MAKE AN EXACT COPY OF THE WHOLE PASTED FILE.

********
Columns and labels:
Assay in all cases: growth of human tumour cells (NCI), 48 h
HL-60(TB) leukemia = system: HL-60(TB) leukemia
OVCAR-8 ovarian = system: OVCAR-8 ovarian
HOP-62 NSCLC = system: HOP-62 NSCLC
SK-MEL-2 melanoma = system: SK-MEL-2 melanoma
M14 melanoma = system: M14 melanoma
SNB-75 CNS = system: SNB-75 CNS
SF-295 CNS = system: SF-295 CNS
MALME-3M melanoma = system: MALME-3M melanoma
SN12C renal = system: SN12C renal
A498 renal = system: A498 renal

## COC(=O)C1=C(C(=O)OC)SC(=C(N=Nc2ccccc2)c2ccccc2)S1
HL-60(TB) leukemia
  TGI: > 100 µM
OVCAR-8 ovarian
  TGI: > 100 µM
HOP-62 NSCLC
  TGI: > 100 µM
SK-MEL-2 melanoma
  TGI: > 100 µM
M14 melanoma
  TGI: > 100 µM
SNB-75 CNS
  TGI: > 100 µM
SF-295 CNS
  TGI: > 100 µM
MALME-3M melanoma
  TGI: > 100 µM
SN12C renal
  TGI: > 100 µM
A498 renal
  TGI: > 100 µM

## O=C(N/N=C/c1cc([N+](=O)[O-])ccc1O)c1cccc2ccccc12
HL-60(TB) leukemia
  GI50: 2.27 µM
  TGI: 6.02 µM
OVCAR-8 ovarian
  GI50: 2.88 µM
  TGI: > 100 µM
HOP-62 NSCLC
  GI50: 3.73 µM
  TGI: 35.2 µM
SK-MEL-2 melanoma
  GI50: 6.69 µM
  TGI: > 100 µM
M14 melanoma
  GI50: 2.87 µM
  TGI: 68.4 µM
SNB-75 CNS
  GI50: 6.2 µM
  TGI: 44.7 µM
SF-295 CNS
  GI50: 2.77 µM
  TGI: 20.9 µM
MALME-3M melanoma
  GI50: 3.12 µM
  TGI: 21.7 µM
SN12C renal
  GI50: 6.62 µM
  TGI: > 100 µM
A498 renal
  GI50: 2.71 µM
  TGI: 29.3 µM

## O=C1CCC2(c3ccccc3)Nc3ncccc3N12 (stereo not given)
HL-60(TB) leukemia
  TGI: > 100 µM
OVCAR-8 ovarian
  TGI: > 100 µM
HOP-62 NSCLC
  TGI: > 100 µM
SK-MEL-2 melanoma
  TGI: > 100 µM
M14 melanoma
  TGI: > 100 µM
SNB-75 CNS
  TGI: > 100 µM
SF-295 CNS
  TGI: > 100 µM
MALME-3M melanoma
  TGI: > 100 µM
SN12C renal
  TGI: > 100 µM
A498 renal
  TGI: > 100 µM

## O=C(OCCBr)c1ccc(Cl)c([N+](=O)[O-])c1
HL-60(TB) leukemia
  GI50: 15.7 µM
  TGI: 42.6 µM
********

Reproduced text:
Columns and labels:
Assay in all cases: growth of human tumour cells (NCI), 48 h
HL-60(TB) leukemia = system: HL-60(TB) leukemia
OVCAR-8 ovarian = system: OVCAR-8 ovarian
HOP-62 NSCLC = system: HOP-62 NSCLC
SK-MEL-2 melanoma = system: SK-MEL-2 melanoma
M14 melanoma = system: M14 melanoma
SNB-75 CNS = system: SNB-75 CNS
SF-295 CNS = system: SF-295 CNS
MALME-3M melanoma = system: MALME-3M melanoma
SN12C renal = system: SN12C renal
A498 renal = system: A498 renal

## COC(=O)C1=C(C(=O)OC)SC(=C(N=Nc2ccccc2)c2ccccc2)S1
HL-60(TB) leukemia
  TGI: > 100 µM
OVCAR-8 ovarian
  TGI: > 100 µM
HOP-62 NSCLC
  TGI: > 100 µM
SK-MEL-2 melanoma
  TGI: > 100 µM
M14 melanoma
  TGI: > 100 µM
SNB-75 CNS
  TGI: > 100 µM
SF-295 CNS
  TGI: > 100 µM
MALME-3M melanoma
  TGI: > 100 µM
SN12C renal
  TGI: > 100 µM
A498 renal
  TGI: > 100 µM

## O=C(N/N=C/c1cc([N+](=O)[O-])ccc1O)c1cccc2ccccc12
HL-60(TB) leukemia
  GI50: 2.27 µM
  TGI: 6.02 µM
OVCAR-8 ovarian
  GI50: 2.88 µM
  TGI: > 100 µM
HOP-62 NSCLC
  GI50: 3.73 µM
  TGI: 35.2 µM
SK-MEL-2 melanoma
  GI50: 6.69 µM
  TGI: > 100 µM
M14 melanoma
  GI50: 2.87 µM
  TGI: 68.4 µM
SNB-75 CNS
  GI50: 6.2 µM
  TGI: 44.7 µM
SF-295 CNS
  GI50: 2.77 µM
  TGI: 20.9 µM
MALME-3M melanoma
  GI50: 3.12 µM
  TGI: 21.7 µM
SN12C renal
  GI50: 6.62 µM
  TGI: > 100 µM
A498 renal
  GI50: 2.71 µM
  TGI: 29.3 µM

## O=C1CCC2(c3ccccc3)Nc3ncccc3N12 (stereo not given)
HL-60(TB) leukemia
  TGI: > 100 µM
OVCAR-8 ovarian
  TGI: > 100 µM
HOP-62 NSCLC
  TGI: > 100 µM
SK-MEL-2 melanoma
  TGI: > 100 µM
M14 melanoma
  TGI: > 100 µM
SNB-75 CNS
  TGI: > 100 µM
SF-295 CNS
  TGI: > 100 µM
MALME-3M melanoma
  TGI: > 100 µM
SN12C renal
  TGI: > 100 µM
A498 renal
  TGI: > 100 µM

## O=C(OCCBr)c1ccc(Cl)c([N+](=O)[O-])c1
HL-60(TB) leukemia
  GI50: 15.7 µM
  TGI: 42.6 µM